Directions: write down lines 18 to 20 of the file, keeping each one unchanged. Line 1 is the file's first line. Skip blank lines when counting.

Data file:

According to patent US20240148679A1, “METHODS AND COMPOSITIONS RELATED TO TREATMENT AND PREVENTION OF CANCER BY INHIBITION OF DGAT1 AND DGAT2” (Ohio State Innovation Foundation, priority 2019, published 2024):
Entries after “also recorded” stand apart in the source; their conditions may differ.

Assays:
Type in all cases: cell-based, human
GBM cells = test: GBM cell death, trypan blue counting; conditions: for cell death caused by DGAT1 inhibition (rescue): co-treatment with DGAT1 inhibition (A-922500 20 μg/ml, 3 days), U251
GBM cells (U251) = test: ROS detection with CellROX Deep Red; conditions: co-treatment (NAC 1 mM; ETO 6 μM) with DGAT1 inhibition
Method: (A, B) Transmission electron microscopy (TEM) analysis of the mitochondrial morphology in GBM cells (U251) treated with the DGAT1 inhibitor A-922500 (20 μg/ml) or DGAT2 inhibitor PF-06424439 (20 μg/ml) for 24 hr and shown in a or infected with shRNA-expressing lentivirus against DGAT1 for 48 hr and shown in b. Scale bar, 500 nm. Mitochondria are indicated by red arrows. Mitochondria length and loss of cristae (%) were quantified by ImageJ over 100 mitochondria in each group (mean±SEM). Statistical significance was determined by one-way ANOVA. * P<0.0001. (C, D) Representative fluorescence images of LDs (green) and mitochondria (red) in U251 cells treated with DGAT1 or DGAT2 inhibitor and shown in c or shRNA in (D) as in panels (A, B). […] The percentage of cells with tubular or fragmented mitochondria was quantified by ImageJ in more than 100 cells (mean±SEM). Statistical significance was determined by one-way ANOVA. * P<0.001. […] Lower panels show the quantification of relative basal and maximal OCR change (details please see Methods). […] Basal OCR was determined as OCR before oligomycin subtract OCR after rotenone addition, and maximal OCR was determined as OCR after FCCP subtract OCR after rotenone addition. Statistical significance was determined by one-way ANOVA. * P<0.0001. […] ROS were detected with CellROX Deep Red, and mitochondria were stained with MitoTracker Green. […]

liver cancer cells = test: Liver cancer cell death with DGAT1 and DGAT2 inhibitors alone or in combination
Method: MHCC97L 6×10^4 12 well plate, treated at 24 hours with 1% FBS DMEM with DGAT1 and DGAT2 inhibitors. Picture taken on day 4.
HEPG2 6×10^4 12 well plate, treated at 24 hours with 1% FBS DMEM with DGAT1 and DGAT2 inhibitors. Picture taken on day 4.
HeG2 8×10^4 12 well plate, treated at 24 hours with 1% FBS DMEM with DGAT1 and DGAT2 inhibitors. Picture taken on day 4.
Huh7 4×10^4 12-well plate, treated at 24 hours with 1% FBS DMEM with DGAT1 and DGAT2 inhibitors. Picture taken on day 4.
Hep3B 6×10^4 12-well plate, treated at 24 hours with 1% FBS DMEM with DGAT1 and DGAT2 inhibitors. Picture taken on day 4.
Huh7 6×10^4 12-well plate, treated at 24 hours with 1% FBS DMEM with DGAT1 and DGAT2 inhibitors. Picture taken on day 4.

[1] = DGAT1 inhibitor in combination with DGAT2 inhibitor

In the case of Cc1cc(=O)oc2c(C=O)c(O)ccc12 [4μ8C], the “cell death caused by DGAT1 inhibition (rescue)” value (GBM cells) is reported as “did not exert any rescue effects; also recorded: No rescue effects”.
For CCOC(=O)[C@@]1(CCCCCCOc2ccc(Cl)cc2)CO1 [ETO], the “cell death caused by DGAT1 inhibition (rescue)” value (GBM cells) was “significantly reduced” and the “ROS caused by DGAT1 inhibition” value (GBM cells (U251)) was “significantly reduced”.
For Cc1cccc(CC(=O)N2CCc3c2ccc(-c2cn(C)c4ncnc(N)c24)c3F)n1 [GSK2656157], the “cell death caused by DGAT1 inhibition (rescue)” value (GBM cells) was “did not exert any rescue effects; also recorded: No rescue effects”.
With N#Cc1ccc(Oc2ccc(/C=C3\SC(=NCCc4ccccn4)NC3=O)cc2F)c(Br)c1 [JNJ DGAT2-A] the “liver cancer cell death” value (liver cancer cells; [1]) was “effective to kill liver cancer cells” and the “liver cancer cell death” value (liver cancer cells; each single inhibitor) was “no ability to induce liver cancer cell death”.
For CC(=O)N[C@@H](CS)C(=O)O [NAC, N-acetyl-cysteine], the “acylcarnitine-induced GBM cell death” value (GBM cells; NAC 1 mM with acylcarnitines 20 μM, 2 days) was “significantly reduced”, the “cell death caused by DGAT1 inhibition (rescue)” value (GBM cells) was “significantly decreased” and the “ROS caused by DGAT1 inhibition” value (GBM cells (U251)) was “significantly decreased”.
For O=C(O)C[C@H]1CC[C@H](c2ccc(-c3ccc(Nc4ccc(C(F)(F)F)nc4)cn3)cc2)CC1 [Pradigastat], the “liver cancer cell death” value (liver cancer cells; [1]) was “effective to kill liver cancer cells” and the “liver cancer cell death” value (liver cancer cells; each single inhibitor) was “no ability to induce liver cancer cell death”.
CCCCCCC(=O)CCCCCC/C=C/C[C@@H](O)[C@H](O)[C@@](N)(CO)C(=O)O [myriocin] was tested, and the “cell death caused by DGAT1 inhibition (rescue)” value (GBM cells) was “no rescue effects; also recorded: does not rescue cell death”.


For Cc1cccc(CC(=O)N2CCc3c2ccc(-c2cn(C)c4ncnc(N)c24)c3F)n1 [GSK2656157], the “cell death caused by DGAT1 inhibition (rescue)” value (GBM cells) was “did not exert any rescue effects; also recorded: No rescue effects”.
With N#Cc1ccc(Oc2ccc(/C=C3\SC(=NCCc4ccccn4)NC3=O)cc2F)c(Br)c1 [JNJ DGAT2-A] the “liver cancer cell death” value (liver cancer cells; [1]) was “effective to kill liver cancer cells” and the “liver cancer cell death” value (liver cancer cells; each single inhibitor) was “no ability to induce liver cancer cell death”.
For CC(=O)N[C@@H](CS)C(=O)O [NAC, N-acetyl-cysteine], the “acylcarnitine-induced GBM cell death” value (GBM cells; NAC 1 mM with acylcarnitines 20 μM, 2 days) was “significantly reduced”, the “cell death caused by DGAT1 inhibition (rescue)” value (GBM cells) was “significantly decreased” and the “ROS caused by DGAT1 inhibition” value (GBM cells (U251)) was “significantly decreased”.